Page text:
in the number of dairy cows on
North Carolina farms.
The Governor pointed out that the
average dailp consumption of milk in
North Carolina is four-tenths of one
pint per person; the average daily
consumption per person in the United
States-as-a-whole is one pint. "This
is a serious situation," Governor
Broughton declared, "when we con
sider that milk is Nature's most per
fect human food."
The fact that 98,000 farm families
in North Carolina were without milk
cows at the time of the last census
was termed "appalling" by the Gov
ernor. He urged that livestock be
kept as a supplement to row crop en
terprises, such as tobacco and cotton.
The June Dairy Month campaign
is of f to a good start, Arey declared.
Stores throughout North Carolina
have arranged attractive displays of
dairy products. Drug stores, safes,
restaurants and other places where
food is served are featuring milk
drinks, ice cream, butter and cheese.
Queen Bee Egg-Layer
The queen bee is nothing but a
very efficient egg-laying machine.
The queen bee cannot make wax,
carry pollen, or do many of the
things of which the common worker
bees are capable.
Invented Gasoline Engine
... In 1880 Lawson of England invent
ed an engine driven by gasoline
1 r '
SALESMEN WANTED AVAIL
able at once nearby Rawleigh
Route. Good opportunity for man
over 25 with car. Trade well es
tablished. Route experience help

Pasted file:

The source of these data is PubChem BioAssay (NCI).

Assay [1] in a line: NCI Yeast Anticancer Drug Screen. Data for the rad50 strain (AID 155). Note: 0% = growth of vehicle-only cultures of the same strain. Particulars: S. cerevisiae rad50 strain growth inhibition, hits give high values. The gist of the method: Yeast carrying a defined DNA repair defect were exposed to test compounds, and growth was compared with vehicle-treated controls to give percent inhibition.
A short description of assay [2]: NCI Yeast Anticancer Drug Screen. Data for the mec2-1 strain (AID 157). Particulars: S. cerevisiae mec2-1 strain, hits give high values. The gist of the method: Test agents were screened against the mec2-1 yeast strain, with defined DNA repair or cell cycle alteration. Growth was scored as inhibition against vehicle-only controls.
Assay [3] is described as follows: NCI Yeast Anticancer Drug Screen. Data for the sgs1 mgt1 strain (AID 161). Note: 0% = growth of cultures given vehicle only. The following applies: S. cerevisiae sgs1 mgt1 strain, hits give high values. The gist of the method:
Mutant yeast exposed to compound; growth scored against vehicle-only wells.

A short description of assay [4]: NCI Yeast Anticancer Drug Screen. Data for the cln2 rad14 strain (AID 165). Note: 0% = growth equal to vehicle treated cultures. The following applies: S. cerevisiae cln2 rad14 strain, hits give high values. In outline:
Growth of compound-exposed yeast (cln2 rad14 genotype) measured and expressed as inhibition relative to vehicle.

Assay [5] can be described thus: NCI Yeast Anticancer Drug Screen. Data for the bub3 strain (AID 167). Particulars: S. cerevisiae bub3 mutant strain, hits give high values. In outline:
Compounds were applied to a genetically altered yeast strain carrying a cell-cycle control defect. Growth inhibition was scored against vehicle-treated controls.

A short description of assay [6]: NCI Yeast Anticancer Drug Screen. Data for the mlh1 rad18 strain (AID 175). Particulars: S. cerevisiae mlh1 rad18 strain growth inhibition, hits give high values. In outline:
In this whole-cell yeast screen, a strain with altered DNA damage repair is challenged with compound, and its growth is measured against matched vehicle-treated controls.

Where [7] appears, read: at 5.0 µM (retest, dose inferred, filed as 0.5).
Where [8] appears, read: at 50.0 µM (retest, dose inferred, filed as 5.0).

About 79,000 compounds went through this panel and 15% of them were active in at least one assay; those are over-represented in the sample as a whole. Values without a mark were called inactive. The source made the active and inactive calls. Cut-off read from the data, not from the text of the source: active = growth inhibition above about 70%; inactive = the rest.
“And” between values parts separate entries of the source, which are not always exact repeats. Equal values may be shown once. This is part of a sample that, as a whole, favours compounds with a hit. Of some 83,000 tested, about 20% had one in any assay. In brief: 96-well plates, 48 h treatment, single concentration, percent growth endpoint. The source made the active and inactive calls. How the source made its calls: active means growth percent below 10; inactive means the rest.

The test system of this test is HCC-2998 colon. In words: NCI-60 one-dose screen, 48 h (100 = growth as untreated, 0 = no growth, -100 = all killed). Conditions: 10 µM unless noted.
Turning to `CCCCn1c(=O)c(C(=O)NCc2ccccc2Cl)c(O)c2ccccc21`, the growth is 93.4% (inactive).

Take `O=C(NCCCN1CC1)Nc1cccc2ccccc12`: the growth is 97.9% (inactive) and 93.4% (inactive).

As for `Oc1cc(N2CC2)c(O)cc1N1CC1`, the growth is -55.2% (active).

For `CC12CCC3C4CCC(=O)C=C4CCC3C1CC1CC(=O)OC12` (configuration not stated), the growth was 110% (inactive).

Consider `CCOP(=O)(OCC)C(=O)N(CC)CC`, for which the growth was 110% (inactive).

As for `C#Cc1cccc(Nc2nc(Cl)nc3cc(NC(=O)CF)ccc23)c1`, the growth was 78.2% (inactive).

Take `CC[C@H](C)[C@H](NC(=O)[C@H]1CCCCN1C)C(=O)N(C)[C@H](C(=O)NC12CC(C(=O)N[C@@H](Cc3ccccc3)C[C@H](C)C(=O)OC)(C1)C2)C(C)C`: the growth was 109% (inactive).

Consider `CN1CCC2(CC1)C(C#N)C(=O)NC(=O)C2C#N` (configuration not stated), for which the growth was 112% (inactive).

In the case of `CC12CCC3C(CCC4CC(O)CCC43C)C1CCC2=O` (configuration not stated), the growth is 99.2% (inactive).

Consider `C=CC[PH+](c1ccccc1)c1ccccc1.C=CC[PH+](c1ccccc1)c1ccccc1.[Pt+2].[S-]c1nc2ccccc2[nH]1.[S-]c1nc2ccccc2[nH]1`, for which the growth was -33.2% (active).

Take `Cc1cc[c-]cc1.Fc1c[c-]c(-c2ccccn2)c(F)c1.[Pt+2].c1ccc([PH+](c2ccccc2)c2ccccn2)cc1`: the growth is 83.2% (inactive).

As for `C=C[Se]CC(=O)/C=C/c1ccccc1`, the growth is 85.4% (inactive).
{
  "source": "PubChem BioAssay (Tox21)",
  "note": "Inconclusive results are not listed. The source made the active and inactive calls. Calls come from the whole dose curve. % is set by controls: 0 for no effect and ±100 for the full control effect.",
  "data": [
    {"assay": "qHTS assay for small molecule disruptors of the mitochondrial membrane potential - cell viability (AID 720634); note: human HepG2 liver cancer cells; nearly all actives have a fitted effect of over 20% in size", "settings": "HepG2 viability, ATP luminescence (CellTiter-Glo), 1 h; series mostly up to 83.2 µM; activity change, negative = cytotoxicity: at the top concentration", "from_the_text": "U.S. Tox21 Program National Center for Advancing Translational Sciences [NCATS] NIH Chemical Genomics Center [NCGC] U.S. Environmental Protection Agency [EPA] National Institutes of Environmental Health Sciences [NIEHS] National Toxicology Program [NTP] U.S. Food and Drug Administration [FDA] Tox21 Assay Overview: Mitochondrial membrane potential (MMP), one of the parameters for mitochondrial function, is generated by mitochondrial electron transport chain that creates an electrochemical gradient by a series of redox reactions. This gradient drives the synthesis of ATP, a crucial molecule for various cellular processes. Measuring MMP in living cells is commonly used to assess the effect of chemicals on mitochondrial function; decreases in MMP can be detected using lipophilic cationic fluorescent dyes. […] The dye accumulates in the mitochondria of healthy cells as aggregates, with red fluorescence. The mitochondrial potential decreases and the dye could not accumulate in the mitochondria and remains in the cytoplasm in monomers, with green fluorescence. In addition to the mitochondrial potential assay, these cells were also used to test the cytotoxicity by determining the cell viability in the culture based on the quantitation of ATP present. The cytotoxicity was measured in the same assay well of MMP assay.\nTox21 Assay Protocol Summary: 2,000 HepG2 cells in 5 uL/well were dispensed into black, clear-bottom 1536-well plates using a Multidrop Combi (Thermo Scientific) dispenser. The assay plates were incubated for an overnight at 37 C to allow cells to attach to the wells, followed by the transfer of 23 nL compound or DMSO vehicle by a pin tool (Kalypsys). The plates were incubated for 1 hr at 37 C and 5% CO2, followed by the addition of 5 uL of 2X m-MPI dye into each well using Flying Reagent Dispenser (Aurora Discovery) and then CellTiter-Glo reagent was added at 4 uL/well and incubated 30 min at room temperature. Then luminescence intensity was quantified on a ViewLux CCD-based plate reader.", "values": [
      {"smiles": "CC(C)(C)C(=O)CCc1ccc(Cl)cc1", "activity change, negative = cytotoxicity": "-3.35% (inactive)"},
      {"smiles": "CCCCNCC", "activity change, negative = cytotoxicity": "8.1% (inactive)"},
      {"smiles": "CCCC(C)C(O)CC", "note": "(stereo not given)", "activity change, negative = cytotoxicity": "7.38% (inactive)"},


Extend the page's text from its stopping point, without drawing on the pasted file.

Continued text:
ful but not necessary to start.
Write at once. Rawleigh's, Dept.
NCF 100-102, Richmond, Va.
IHI IE TT
mjl smnr week
Riedermi Momig Devices
WARD'S SHOE SHOPv.CARRIES A
complete line . of polish for all
tcolo.s and types of shoes., .
FOR SALK OL1 NEWSPAPERS.
oc per oundle. Call at Tiie Per
quunans V eekly uifwe. f '!j
WANTED HUSTLING MAN TO
work Industrial Insurance in and
around Hertford on Salary and
commission basis. Address all re
plies to P. 0. Box No. 507, Eden
ton, N. C.
SHOES RE-BUILT. ALL REPAIR
work given skilled attention at
Ward's Shoe Shop, Edenton.
FOR SALE HOUSEHOLD FUR
nishings. Linens, Cutlery," Dishes,
Comforts and many other items
Miss Mamie Stallings, Hertford
N. C. may30,june6pd
By virtue of a deed of trust exe
cuted to me by J. H. Baker and wife,
for certain purposes therein men
tioned, which bears date February
6th, 1930, and is registered in the
office of the Register of Deeds of
Perquimans County in M. D. Book 16,
page 548, default having been made
in the payment of the notes therein
secured, I shall, at the request of the
holder of the notes secured therein,
offer for sale at public auction, for
cash, at the Court House Door in
Hertford, Perquimans Comity, N. C,
on Monday, June 23rd, 1941, at 11
A. M., three of the tracts of land con
veyed in said deed of trust, to-wit:
Second Tract: That certain tract of
land in Winfall, Perquimans County,
North Carolina, Beginning on the
east side of Katherine .Street at the
southwest corner of J. W. Ward's
lot, being South 11 deg. West 15
feet from the southwest corner of
the "Lodge" and running N. 80 deg.
30 feet, east 174 feet to Desert Road,
then along said road south 20 deg.
30 feet, west 260 feet, 6 inches to